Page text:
AA Battery Rosneath
The area of Parkhead, located on the south east corner of the Rosneath peninsula, and inland to the west of Culwatty Bay, was the site of two anti-aircraft batteries.
World War II
The first was a World War II battery, known as Dark Wood, constructed a short way to the northwest of the site described here, but subsequently demolished and the site cleared with no surviving remains evident.
The second was a postwar battery, part of the country's Cold War defences, and equipped with with four gun emplacements mounting radar controlled 5.25-inch guns, a computer room to the south, and an engine room with accommodation to the southeast. Officers' accommodation was provided in cottages at Culwatty Bay, to the east.
The remains of the emplacements lie almost completely hidden within a wooded area to the west of Culwatty Bay, and southeast of Parkhead House. The four postwar emplacements have become completely obscured by trees which were originally planted to screen them from general view. The associated computer and engine rooms lie to the south, on open ground. Records indicate that guns were probably installed as the battery was being built during 1951 and mounted in 1952, but removed by 1956. RAF aerial photography taken in 1954 showed site to be inactive and apparently abandoned. Records show that twenty 5.25-inch guns were disposed of as scrap to McConnel of Coatbridge on July 16, 1956.
A photograph of the two surviving buildings to the southeast shows that the more easterly of the two was the engine room, characterised by a row of rectangular vents visible just below the roof line, and of a large metal double-door for access. This building has been reused by Rosneath Home Farm. The second building, further to the west, would have been the computer room, also built to a standard design. This appears to be unused and in substantially original condition.
The cottage which were used as officers' accommodation in the bay are reported to have been converted for use as private accommodation after the battery was abandoned, and this probably applies to two cottages further to the north, named Culwatty and Appin. The third cottage, Greensisle, serves as the offices and control room for a present day degaussing range in the bay, operated by defence contractor QinetiQ, which gives the address of the facility as DG Range, Greenisle, Rosneath.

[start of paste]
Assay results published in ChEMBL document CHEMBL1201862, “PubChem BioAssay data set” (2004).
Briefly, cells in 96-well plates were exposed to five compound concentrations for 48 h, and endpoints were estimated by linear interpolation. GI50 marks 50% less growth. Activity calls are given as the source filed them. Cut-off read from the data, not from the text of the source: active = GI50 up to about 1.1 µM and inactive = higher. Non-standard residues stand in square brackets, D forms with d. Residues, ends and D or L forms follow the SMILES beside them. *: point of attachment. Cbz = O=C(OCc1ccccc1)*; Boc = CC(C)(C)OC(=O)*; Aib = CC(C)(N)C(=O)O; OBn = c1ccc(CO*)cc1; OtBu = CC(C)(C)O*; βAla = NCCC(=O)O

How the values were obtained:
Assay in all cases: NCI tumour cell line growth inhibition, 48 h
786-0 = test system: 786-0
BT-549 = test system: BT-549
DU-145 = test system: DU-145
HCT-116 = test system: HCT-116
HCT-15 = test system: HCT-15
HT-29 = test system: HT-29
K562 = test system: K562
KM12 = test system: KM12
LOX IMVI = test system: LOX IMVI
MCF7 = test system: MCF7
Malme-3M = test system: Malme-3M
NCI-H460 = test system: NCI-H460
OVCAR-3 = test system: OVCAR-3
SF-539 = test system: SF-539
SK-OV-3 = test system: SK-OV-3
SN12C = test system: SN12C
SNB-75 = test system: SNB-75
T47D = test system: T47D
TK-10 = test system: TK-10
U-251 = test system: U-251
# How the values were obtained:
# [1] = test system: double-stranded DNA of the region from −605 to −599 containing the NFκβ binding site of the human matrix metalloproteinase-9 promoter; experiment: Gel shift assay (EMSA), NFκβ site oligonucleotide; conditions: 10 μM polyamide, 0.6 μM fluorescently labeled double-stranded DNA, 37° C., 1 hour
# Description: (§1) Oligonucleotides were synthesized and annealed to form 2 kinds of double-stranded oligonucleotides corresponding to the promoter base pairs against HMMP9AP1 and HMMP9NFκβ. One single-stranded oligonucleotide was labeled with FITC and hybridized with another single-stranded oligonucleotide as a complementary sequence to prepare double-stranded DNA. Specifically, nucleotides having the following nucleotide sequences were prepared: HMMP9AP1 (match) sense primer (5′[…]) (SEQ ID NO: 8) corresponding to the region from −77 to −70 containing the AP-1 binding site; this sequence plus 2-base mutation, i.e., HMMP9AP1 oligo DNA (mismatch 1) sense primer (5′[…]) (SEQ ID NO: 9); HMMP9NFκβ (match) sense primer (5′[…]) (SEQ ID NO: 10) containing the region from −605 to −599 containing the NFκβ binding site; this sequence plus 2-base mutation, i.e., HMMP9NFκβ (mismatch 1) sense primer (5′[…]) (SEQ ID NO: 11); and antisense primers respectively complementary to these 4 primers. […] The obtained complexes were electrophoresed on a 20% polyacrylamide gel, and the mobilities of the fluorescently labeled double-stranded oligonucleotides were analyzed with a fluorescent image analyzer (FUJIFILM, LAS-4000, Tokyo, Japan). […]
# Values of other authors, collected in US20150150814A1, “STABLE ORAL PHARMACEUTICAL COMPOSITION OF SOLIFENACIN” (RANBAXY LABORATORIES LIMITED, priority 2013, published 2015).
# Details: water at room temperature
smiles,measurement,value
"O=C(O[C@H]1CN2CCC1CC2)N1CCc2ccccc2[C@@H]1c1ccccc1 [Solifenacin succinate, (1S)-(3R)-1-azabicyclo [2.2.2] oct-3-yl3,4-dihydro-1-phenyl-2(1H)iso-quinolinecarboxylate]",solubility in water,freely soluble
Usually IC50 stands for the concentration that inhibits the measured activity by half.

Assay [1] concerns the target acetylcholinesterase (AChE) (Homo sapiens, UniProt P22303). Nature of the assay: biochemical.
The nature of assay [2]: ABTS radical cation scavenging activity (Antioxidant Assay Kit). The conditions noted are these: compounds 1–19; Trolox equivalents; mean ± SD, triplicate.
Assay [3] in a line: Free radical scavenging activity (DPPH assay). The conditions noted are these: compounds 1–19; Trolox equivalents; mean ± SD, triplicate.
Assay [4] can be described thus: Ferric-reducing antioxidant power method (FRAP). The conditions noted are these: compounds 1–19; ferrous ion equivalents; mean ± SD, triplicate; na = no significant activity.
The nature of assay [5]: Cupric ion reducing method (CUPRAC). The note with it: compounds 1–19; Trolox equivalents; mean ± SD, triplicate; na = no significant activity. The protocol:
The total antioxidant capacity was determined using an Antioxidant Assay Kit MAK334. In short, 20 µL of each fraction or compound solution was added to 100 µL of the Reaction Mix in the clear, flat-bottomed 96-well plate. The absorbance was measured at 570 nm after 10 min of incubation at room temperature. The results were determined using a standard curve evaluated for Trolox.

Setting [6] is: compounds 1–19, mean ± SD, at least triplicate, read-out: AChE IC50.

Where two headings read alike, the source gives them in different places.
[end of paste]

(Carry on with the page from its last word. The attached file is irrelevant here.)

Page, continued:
The four emplacements still survive in an area of woodland to the north of the site. They appear to be Type S, but are buried in the ground within a heavily overgrown area which has had substantial amounts of spoil in the form of tree roots and concrete rubble dumped on it, hampering positive exploration and identification. Only one emplacement to have retained the full structure of the building surrounding the circumference of the holdfast. All of the entrances and holdfast areas appear to have been backfilled with soil and rubble, and the buildings also appear to be flooded to a considerable depth. Surviving artefacts include a stanchion, one of a line evident on only one emplacement roof. A number of upright steel pipes and galvanised steel air vents, some of which have survived in remarkably good condition, stand near the standard rectangular concrete roof vents seen on similar emplacements.
The computer room to the south is a typical example of the type, complete with two small rooms attached to an annex on its southern side. The building is very well preserved and includes a section of square steel ducting between the main room and a small room to the right of the annexe. Mountings were noted on the floor of this small room, suggesting that the duct may have been used to provide some sort of forced ventilation to the larger room. The purpose of the other room in the annexe is unknown. Unusually, two brick built alcoves still exist in the smaller room, but with no indication as to their purpose. The main room still has traces of fibreboard cladding which appears to have cover all the internal walls and the ceiling. Two heavy electrical cables with sealed and terminated ends rise from the floor of the main room, near the unidentified annexe room to the left.
Two further buildings lie along the track to the east of the computer room. The first was identified as an engine room, constructed to a standard pattern seen in similar buildings found on other postwar battery sites. Within this building, electrical isolators are still mounted on the wall, complete with cables rising from the ground. A rectangular annexe to the east of the engine room is an unusual addition, not seen on other postwar sites. This building has two external doors located in the northern wall, but is not provided with any direct access to the adjacent engine room.
Both buildings were in good condition with no signs of vandalism, although they had been reused by the farm.
A section of tarmac road lies outside the building, and appears to be be used to store waste from the farm.
As noted in the text above, the four emplacements have not only been heavily overgrown by the woods, but have also been subject to dumping of various debris, possibly from the farm, which has obscured much of the emplacement detail.
Engine room and annexe
- Postwar battery emplacements in woods
- Computer room
- Engine room
- Officers accommodation
- World War II battery
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